Near the end of the trial, Mallozzi’s attorney, Stephan Seeger, informed the judge that he had just obtained documents he’d subpoenaed from the city, including Ruijter’s letter to the FBI. Because the FBI could be conducting an investigation, the judge said he was obligated to inform the witnesses that they could jeopardize themselves by testifying, and under the law they were allowed to refuse.
All but one refused.
Seeger has said he will appeal the verdict, partly on the grounds that Mallozzi did not have an opportunity to question the witnesses against him, as guaranteed under the Sixth Amendment.
During the trial, Loglisci, a witness for the state, testified that she handed over absentee ballots to Mallozzi in violation of state law. She was not charged in the case.
A phone message left for Loglisci Thursday was not returned.
Asked by email Thursday to comment on an apparent FBI investigation of Stamford’s 2017 election, spokesman Charles Grady of the New Haven office replied, “Can’t at this time.” The FBI by practice does not confirm or deny the existence of investigations.
But Ruijter said that, some time after she sent the letter, the FBI requested documents and interviewed people in her office. And last year the Office of the U.S. Attorney in Connecticut issued the city a grand jury subpoena seeking copies of the 2017 election databases; computer logs; emails between Loglisci and two of her staffers, Diane Pesiri and Maria Stabile; records of their overtime pay; and other documents related to the 2017 election.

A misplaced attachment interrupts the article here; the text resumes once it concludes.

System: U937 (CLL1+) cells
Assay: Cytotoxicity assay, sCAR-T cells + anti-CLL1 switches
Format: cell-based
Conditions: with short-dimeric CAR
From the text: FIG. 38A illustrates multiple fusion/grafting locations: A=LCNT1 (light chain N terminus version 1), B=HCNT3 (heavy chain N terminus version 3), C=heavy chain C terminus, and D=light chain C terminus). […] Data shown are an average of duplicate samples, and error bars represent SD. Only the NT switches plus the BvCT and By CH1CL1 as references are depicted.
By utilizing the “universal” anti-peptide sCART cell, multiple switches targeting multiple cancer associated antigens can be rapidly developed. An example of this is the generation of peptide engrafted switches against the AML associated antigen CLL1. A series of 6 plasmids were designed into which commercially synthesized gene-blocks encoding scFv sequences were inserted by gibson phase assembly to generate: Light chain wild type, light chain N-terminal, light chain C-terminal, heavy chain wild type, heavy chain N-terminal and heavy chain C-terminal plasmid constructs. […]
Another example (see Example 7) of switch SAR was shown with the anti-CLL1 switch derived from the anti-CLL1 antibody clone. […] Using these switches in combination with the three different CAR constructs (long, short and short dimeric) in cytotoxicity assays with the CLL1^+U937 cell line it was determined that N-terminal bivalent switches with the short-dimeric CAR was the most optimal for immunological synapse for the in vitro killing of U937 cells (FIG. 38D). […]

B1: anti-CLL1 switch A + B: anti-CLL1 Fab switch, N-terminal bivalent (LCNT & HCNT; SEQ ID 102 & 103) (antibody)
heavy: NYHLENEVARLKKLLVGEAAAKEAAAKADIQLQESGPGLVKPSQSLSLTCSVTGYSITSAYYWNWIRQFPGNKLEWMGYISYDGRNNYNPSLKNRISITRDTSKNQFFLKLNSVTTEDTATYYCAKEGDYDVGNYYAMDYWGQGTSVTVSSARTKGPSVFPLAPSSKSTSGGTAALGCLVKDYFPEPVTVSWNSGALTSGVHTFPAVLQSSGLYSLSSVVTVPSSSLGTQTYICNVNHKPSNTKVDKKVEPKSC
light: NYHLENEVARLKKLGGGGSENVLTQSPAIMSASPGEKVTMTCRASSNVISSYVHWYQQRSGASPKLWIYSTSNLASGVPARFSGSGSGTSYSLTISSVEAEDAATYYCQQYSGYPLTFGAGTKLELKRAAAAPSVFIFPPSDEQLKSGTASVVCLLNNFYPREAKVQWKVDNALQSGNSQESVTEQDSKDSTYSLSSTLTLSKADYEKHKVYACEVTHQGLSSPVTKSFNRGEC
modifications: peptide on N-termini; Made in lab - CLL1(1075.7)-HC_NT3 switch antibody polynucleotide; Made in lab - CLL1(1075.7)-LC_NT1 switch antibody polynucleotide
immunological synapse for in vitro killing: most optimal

Contacted by email Thursday, Pesiri responded, “No comment.”
Stabile did not reply to an email.
In the 2017 election, incumbent Mayor David Martin, a Democrat, easily defeated Republican Barry Michelson, and voters filled slots on the Board of Representatives, Board of Finance and Board of Education.
Ruijter said Thursday that assigning absentee ballots to voters who request them is “a very exact, complex and precise process.” Each ballot is numbered. If a voter loses a ballot or it never arrives in the mail, a replacement cannot be issued without the town clerk voiding the original one, Ruijter said.
“The system of protection is so important,” she said. “There is a sacred principle – each voter gets one ballot, and each ballot is designated for one voter.”
Ruijter said she vouches “for the honesty of town clerks.”
They are “law-abiding, serious public servants,” Ruijter said. “It’s not easy to fuss with elections and ballots. It’s not easily done.”